Being sensitive, male and in a rock band has become very en vogue. Dashboard Confessional, Death Cab for Cutie, the Postal Service, and Modest Mouse have all enjoyed recent chart and critical success. Their names are being dropped in magazines from coast to coast and there are more like-minded acts returning to the scene. Maritime (made up of members of ex-emo cheerleaders the Promise Ring and D.C. punk act the Dismemberment Plan) have been busy on the road promoting their latest slice of mellow pop and Jimmy Eat World will finally return to the airwaves this fall with the release of their second major-label album, Futures.
Down to Earth Approach, with their debut full length Another Intervention, are offering up another slab of sensitive boy rock, ready for the airwaves and the hearts of young listeners across America. With the indie-rock equivalent of a rags-to-riches story behind them, there is no question Down to Earth Approach are ready for press. Originally hailing from Batavia, New York, the group relocated to California to pursue their musical career. Singer/guitarist Jonathan Lullo hooked up a dream job with Vagrant, who just happened to be releasing some of the records that had been inspiring him by groups such as the Get Up Kids and Saves the Day. Lullo and his bandmates continued to write and play shows, but surprisingly didn’t approach the very label Lullo was working for. The group started creating a buzz, capturing the attention of Lullo’s Vagrant co-workers, leading to a contract with one of genres biggest labels.
The band hit the studio, and with producer Dave Schiffman (Red Hot Chili Peppers, System of a Down, Rage Against The Machine, Mars Volta, Juliana Theory) put eleven songs to tape that would comprise their debut. Unfortunately, Schiffman, with his clean production, can’t bring enough polish to distract the listener from the fact that ultimately these songs are strikingly similar, and numbingly dull. Lullo’s slightly nasal, somewhat fey vocals are effective but hardly compelling. The musicianship is strong, but rarely intriguing and one can’t listen to Another Intervention without the feeling that they’ve been down this road one too many times before. Down to Earth Approach have made a fine emo record that perhaps would’ve been worthy of more praise five or six years ago. As such, the album feels like nothing more than retread of the territory adequately covered by their influences.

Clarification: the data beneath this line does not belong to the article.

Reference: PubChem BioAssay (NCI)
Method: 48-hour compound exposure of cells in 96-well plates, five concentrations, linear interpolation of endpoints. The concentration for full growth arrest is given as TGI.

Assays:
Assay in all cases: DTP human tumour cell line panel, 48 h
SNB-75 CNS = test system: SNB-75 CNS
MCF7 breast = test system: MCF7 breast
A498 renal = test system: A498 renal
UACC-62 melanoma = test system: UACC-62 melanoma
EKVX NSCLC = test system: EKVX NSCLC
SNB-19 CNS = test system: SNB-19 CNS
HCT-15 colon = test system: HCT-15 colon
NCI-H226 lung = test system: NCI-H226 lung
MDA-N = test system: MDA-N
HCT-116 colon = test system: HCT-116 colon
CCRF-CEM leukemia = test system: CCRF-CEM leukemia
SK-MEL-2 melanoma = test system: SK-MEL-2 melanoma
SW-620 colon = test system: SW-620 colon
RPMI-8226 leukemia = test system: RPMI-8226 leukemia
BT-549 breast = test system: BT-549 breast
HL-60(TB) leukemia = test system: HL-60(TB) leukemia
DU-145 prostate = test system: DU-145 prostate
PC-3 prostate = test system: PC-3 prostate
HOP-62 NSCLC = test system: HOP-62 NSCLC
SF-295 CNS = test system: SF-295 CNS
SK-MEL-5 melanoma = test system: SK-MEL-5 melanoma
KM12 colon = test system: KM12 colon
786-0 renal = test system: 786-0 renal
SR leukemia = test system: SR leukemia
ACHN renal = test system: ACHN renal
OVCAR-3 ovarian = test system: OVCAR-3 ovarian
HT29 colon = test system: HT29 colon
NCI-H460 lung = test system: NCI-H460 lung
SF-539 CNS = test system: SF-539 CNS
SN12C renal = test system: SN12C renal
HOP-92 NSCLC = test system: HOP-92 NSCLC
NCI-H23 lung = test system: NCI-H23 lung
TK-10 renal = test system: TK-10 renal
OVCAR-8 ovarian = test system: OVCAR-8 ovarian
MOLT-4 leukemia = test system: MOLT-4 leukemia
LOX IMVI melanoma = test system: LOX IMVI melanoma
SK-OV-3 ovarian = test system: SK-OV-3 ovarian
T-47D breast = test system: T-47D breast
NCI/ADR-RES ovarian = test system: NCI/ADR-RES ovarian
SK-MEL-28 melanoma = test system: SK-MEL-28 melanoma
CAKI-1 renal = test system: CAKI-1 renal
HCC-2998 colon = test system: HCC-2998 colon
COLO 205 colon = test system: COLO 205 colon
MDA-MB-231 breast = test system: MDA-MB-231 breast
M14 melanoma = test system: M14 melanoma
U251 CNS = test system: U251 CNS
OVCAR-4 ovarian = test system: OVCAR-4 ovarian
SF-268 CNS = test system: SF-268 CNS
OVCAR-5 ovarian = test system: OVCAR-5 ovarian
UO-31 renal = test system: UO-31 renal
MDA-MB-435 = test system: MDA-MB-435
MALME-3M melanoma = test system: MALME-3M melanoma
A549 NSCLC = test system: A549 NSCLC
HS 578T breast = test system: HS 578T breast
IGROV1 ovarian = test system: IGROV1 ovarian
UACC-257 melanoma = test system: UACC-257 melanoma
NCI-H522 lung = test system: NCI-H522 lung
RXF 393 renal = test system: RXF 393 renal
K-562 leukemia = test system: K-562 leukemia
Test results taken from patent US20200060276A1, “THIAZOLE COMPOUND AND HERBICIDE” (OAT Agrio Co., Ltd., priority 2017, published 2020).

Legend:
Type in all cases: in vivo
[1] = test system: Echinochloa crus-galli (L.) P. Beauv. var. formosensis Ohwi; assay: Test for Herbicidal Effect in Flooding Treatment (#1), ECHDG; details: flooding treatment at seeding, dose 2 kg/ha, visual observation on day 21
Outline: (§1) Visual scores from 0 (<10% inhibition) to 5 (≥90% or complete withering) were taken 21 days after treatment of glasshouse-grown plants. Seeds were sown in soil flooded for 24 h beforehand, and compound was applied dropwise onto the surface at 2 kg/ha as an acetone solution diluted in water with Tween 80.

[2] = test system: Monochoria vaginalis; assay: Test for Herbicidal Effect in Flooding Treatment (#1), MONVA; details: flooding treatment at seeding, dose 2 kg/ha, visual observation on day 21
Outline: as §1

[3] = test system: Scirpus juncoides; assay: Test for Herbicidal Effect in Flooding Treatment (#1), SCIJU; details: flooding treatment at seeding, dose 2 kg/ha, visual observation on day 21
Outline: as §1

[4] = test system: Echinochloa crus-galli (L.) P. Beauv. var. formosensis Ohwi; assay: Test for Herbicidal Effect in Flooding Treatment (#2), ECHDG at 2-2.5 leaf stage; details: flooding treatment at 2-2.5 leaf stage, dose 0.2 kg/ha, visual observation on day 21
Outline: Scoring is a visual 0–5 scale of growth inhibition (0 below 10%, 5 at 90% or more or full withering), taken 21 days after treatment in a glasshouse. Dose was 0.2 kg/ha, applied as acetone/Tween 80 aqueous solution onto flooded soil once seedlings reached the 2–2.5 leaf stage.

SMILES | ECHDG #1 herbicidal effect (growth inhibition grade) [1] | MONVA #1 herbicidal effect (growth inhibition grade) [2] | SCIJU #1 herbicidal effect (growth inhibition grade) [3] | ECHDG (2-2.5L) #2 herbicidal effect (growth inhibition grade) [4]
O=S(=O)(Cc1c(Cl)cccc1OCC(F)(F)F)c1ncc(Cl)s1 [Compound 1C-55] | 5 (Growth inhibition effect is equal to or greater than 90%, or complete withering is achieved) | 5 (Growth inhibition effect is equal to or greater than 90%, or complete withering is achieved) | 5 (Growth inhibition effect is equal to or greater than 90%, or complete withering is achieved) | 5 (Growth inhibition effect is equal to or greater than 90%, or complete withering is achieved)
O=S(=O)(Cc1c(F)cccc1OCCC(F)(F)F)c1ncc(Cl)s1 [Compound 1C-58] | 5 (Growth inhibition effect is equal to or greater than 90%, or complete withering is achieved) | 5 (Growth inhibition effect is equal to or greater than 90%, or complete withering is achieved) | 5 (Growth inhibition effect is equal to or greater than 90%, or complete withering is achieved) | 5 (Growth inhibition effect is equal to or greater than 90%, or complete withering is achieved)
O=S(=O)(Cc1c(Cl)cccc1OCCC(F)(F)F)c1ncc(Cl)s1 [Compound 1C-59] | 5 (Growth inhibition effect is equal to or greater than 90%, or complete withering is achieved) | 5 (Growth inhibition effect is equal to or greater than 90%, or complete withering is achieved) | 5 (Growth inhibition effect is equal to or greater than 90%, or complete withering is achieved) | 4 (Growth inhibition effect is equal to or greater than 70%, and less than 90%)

The problem with the Down to Earth Approach is that there is nothing here to separate them from the already crowded pack. Nothing on Another Intervention goes beyond being anything but efficient. The hooks are there, the soaring vocals, the clockwork percussion and a steady bass, but the songwriting never rises above being perfunctory. While the band name might accurately describe their aesthetic, it is one that is a tactic that has produced lackluster results. Down to Earth Approach will no doubt gather a following—fans of this sort of music will eat this up—but the band lacks the panache to break through to the mainstream.